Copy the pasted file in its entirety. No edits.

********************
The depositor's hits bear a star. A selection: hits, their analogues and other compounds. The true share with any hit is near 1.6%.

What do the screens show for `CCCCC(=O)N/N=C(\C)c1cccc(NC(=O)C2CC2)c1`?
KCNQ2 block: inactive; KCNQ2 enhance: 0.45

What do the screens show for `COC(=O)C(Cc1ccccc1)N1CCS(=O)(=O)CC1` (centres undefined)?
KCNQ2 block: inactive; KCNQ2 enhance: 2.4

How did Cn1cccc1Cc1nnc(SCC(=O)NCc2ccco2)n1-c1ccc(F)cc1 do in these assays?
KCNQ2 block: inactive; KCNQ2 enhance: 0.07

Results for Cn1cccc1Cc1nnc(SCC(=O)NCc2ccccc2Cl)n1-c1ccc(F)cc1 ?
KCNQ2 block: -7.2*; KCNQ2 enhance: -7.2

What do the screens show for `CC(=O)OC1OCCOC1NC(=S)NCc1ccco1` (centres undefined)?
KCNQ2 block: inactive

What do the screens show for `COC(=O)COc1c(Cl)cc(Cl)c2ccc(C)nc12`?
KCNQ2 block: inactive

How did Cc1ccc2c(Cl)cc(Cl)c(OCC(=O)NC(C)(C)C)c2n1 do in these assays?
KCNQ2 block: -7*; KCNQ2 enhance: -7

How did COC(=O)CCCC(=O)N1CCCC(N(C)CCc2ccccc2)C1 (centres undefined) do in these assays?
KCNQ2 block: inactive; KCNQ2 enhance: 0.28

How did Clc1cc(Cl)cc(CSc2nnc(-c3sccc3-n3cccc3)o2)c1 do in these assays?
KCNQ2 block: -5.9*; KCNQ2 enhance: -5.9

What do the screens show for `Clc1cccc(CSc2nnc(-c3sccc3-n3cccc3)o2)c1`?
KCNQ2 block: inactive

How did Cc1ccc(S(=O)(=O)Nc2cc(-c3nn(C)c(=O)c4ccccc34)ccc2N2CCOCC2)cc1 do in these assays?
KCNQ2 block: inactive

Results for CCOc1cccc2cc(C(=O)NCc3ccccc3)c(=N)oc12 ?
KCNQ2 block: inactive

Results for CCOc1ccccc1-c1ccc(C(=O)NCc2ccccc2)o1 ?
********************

The depositor's hits bear a star. A selection: hits, their analogues and other compounds. The true share with any hit is near 1.6%.

What do the screens show for `CCCCC(=O)N/N=C(\C)c1cccc(NC(=O)C2CC2)c1`?
KCNQ2 block: inactive; KCNQ2 enhance: 0.45

What do the screens show for `COC(=O)C(Cc1ccccc1)N1CCS(=O)(=O)CC1` (centres undefined)?
KCNQ2 block: inactive; KCNQ2 enhance: 2.4

How did Cn1cccc1Cc1nnc(SCC(=O)NCc2ccco2)n1-c1ccc(F)cc1 do in these assays?
KCNQ2 block: inactive; KCNQ2 enhance: 0.07

Results for Cn1cccc1Cc1nnc(SCC(=O)NCc2ccccc2Cl)n1-c1ccc(F)cc1 ?
KCNQ2 block: -7.2*; KCNQ2 enhance: -7.2

What do the screens show for `CC(=O)OC1OCCOC1NC(=S)NCc1ccco1` (centres undefined)?
KCNQ2 block: inactive

What do the screens show for `COC(=O)COc1c(Cl)cc(Cl)c2ccc(C)nc12`?
KCNQ2 block: inactive

How did Cc1ccc2c(Cl)cc(Cl)c(OCC(=O)NC(C)(C)C)c2n1 do in these assays?
KCNQ2 block: -7*; KCNQ2 enhance: -7

How did COC(=O)CCCC(=O)N1CCCC(N(C)CCc2ccccc2)C1 (centres undefined) do in these assays?
KCNQ2 block: inactive; KCNQ2 enhance: 0.28

How did Clc1cc(Cl)cc(CSc2nnc(-c3sccc3-n3cccc3)o2)c1 do in these assays?
KCNQ2 block: -5.9*; KCNQ2 enhance: -5.9

What do the screens show for `Clc1cccc(CSc2nnc(-c3sccc3-n3cccc3)o2)c1`?
KCNQ2 block: inactive

How did Cc1ccc(S(=O)(=O)Nc2cc(-c3nn(C)c(=O)c4ccccc34)ccc2N2CCOCC2)cc1 do in these assays?
KCNQ2 block: inactive

Results for CCOc1cccc2cc(C(=O)NCc3ccccc3)c(=N)oc12 ?
KCNQ2 block: inactive

Results for CCOc1ccccc1-c1ccc(C(=O)NCc2ccccc2)o1 ?